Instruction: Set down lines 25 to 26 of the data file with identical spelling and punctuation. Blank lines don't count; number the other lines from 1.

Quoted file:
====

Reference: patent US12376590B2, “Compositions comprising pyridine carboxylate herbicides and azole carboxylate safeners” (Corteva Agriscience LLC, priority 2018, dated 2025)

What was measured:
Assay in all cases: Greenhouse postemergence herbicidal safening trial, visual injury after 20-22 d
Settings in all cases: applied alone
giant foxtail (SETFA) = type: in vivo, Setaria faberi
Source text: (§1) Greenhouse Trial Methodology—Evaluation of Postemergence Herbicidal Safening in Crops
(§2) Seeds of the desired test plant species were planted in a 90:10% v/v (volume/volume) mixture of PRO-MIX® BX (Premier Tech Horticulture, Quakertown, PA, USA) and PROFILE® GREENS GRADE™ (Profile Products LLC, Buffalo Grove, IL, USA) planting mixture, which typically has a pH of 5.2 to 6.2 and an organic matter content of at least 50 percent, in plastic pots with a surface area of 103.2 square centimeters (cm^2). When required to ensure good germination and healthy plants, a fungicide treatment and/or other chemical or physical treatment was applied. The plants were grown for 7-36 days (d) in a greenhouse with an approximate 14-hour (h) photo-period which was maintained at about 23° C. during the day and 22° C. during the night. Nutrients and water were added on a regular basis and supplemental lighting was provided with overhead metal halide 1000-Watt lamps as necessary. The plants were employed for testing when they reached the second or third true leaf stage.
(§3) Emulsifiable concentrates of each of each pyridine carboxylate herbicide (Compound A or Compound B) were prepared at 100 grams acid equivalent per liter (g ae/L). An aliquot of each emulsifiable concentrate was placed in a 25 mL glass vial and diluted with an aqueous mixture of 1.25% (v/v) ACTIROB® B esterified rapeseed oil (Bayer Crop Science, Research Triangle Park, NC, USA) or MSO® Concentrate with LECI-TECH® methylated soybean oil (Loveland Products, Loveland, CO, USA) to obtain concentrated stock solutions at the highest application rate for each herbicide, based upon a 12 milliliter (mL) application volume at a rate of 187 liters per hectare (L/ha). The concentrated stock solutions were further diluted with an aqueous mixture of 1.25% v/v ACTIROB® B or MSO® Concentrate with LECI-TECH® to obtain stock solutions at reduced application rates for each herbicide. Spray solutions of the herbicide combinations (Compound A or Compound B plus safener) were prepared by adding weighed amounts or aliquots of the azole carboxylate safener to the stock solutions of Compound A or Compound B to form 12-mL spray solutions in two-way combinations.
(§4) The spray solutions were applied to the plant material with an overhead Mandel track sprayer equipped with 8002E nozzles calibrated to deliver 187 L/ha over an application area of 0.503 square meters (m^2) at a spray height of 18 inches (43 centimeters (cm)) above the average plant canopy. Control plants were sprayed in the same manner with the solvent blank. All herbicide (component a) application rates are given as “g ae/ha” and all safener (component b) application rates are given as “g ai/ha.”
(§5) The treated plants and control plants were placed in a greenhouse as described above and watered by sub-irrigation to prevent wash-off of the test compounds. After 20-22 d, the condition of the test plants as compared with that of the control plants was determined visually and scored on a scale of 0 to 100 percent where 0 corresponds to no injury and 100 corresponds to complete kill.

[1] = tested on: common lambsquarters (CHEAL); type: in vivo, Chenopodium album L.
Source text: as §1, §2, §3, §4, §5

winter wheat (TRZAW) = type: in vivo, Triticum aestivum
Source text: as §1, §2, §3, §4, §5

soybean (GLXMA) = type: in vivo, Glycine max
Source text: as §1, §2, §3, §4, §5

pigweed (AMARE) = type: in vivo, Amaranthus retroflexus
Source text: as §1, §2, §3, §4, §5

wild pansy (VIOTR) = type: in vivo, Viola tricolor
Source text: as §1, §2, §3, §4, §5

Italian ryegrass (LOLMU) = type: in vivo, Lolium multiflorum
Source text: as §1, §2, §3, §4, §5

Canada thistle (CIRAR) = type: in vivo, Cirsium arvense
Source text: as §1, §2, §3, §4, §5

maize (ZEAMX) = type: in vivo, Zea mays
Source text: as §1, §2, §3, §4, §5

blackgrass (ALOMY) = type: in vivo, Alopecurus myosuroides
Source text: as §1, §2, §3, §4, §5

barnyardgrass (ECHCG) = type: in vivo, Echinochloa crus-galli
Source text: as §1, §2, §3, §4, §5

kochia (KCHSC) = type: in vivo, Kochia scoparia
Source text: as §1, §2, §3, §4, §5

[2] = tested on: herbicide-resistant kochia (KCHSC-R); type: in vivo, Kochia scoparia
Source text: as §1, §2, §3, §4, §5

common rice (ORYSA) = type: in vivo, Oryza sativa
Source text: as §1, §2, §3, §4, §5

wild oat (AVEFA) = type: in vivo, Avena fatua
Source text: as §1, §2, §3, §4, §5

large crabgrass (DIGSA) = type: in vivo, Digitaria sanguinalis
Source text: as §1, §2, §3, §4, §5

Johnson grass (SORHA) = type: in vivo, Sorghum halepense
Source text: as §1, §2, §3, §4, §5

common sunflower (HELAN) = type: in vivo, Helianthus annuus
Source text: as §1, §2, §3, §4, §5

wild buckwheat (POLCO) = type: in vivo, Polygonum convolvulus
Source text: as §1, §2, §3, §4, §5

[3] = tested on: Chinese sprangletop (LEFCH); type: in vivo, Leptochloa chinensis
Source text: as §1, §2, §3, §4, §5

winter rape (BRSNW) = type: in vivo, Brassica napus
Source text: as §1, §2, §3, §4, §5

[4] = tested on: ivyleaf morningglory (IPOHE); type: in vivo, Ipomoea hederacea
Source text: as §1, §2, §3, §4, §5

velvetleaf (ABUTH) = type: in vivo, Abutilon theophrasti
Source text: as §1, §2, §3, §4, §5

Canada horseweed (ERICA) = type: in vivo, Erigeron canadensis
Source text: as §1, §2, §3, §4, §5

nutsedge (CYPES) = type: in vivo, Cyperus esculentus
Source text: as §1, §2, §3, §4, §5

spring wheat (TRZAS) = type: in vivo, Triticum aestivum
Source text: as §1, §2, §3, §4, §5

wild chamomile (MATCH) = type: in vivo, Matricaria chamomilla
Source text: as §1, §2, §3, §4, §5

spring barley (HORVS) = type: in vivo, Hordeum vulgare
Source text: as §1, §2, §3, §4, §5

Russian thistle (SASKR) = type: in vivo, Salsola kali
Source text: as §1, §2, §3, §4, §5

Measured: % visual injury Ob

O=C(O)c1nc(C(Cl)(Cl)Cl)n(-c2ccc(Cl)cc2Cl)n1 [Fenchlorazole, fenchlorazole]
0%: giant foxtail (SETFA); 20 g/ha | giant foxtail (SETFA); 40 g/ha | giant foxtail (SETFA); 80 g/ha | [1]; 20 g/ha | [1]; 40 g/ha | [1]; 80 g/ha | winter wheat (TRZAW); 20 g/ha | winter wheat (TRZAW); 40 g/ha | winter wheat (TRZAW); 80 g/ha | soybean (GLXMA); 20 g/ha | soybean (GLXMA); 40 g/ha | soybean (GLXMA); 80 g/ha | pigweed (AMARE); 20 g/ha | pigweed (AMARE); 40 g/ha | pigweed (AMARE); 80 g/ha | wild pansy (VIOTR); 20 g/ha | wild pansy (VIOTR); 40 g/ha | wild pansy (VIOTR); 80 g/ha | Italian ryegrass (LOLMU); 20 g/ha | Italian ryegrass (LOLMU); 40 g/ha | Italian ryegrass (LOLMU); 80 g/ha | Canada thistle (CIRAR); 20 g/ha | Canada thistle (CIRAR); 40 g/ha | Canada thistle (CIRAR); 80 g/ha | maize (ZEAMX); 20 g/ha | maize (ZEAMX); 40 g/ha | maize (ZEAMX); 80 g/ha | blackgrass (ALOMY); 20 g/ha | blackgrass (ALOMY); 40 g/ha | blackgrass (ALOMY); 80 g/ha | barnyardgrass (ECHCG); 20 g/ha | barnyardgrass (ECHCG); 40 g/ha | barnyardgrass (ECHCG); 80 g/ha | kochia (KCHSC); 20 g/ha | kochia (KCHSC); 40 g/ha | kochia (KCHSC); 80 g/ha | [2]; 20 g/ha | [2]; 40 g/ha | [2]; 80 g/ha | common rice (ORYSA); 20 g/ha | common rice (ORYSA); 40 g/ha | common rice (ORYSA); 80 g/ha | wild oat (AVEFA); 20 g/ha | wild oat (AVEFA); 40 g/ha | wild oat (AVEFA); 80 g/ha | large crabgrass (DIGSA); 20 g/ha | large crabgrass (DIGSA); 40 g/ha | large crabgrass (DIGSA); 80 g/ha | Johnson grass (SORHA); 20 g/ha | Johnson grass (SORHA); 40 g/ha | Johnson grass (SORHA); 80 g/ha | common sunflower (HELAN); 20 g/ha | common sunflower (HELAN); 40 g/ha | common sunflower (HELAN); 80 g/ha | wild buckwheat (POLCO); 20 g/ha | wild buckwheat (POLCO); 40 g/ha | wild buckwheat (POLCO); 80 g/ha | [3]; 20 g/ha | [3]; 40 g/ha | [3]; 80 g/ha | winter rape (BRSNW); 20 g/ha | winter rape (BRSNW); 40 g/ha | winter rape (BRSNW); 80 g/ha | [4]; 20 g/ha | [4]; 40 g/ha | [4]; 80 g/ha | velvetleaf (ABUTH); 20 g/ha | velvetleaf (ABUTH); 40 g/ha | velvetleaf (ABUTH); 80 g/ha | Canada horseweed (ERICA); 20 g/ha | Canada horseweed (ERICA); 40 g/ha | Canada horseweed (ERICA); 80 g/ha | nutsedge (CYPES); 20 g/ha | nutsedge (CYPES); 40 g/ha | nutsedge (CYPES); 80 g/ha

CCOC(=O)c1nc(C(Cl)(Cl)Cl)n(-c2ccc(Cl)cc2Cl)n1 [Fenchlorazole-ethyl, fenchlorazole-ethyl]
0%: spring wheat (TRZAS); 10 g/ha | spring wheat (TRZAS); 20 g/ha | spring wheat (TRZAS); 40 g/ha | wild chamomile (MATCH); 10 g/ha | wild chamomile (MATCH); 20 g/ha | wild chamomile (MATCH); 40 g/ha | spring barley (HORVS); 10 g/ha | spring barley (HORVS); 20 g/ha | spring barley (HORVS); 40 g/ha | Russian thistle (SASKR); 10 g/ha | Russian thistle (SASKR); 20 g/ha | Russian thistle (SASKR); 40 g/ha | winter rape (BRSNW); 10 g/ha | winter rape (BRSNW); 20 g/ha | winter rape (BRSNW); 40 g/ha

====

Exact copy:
maize (ZEAMX) = type: in vivo, Zea mays
Source text: as §1, §2, §3, §4, §5